This is the title of a client update that we published today, co-authored by me and my colleague Paul Broad. Here’s our conclusion section on the significance of Bill c-29 to our clients:
Many of the proposed substantive amendments to PIPEDA are changes that would be welcome to organizations regulated by the Act as they clarify ambiguities and address practical issues not contemplated by the original legislation.
Some may argue that PIPEDA has been a “paper tiger” since it came into force. Very few organizations subject to the Act have been compelled to answer a PIPEDA complaint, and far fewer have had to respond to a PIPEDA application in the Federal Court. Some have compared PIPEDA’s status to that of provincial and federal human rights legislation, but it has not given rise to nearly the same impact nor has it been the source of the same degree of operational risk.
Bills C-29 and C-28 could change this. Though the administrative procedure for handling PIPEDA complaints would largely remain the same – indeed, the Commissioner would actually be granted a greater discretion to decline to deal with complaints – the new data breach reporting and notification duties could cause organizations to engage with individuals about matters regulated by PIPEDA in a manner that many have not yet done. This engagement would come with the significant costs of notification. Even more significantly, it would come post-breach, when organizations are vulnerable and large groups of individuals are upset.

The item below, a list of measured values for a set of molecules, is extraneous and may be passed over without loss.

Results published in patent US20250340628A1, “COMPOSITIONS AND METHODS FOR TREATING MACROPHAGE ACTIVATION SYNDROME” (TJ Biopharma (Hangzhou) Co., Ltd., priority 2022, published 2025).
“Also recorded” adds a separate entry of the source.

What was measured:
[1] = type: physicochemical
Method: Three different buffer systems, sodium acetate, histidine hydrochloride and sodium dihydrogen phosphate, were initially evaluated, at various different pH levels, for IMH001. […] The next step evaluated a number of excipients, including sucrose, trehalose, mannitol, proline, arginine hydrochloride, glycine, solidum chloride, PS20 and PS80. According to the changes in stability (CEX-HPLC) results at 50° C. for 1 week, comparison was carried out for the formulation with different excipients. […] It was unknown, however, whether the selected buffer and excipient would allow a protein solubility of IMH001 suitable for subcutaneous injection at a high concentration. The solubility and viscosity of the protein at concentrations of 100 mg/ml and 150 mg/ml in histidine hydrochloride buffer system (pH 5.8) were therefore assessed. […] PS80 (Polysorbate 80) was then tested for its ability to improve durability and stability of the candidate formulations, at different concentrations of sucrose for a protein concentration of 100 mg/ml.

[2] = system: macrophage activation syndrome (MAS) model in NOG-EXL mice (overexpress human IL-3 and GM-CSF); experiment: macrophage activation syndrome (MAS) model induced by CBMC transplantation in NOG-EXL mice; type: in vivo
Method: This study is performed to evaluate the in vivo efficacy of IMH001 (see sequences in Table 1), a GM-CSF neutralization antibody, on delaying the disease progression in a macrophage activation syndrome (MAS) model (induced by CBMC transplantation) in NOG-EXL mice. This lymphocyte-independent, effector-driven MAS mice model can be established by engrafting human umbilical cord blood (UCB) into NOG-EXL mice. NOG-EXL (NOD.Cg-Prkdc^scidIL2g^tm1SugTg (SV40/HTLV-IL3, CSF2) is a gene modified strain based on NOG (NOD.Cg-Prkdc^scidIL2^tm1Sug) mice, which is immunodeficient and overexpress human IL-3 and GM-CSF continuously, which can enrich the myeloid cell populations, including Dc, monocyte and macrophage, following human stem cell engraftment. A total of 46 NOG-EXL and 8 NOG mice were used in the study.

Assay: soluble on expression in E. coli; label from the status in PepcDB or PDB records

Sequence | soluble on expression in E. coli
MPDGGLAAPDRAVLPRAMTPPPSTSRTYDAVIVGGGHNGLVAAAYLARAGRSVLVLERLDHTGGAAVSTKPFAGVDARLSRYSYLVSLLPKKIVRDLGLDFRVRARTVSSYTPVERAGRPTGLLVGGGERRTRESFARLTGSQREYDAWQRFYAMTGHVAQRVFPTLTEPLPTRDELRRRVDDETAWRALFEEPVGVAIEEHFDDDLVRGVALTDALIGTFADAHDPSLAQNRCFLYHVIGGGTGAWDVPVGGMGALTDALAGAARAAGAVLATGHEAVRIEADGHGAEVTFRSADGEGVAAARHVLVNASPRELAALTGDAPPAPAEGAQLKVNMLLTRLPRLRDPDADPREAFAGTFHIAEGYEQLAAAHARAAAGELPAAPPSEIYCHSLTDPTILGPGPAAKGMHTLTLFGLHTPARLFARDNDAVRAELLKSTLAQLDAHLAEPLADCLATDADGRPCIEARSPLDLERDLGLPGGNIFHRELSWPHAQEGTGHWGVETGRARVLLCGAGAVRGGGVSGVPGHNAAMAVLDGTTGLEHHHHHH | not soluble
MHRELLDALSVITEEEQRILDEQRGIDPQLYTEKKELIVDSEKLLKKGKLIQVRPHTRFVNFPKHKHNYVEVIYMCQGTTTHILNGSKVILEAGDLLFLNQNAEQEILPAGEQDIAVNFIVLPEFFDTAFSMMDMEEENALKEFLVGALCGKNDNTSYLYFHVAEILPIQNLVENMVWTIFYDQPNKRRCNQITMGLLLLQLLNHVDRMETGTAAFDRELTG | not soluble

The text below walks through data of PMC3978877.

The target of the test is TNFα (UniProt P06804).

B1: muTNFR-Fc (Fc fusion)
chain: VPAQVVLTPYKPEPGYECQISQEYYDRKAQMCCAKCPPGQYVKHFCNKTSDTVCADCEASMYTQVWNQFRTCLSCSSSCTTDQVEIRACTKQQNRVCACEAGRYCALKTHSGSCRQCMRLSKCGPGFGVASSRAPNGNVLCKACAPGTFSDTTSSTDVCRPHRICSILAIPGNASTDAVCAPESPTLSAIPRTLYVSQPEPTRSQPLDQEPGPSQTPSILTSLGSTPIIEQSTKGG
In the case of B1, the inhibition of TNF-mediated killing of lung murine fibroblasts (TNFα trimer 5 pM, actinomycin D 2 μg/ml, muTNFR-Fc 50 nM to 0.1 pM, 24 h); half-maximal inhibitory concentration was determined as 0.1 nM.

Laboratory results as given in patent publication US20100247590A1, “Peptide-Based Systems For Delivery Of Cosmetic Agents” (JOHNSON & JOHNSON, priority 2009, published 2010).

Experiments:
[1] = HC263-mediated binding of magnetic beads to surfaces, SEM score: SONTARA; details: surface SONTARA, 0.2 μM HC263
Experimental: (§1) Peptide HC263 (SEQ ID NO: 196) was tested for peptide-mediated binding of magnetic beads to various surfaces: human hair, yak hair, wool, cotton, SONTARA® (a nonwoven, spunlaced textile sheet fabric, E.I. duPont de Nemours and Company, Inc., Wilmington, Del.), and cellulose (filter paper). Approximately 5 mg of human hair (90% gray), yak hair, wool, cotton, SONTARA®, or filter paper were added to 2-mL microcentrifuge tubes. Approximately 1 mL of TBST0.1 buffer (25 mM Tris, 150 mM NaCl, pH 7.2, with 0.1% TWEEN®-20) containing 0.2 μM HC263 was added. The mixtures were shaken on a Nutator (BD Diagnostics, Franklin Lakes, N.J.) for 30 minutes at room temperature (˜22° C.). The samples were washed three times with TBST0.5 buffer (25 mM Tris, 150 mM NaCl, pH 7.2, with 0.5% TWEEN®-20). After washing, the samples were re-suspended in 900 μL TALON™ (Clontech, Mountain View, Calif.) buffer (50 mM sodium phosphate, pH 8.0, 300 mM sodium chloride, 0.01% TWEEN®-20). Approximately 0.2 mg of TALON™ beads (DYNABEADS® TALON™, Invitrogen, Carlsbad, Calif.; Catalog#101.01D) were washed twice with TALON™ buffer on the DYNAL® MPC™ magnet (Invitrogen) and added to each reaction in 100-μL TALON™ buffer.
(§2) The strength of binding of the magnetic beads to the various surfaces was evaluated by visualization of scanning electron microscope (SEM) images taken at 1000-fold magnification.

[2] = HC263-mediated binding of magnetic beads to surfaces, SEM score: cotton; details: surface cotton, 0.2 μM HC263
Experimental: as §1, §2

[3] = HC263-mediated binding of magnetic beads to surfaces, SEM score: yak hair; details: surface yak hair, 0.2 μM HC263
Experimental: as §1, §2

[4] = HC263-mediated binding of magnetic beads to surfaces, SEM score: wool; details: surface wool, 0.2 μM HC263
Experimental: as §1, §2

Organizations should think about engaging with individuals proactively, before a breach occurs. This includes implementing systems and processes that would allow them to confidently answer the questions that might be asked by individuals who are notified of a data breach. Organizations who can answer those questions may be able to disarm aggravated individuals and avoid, or at least reduce, the chance of irreconcilable conflict.
For the full update, click here.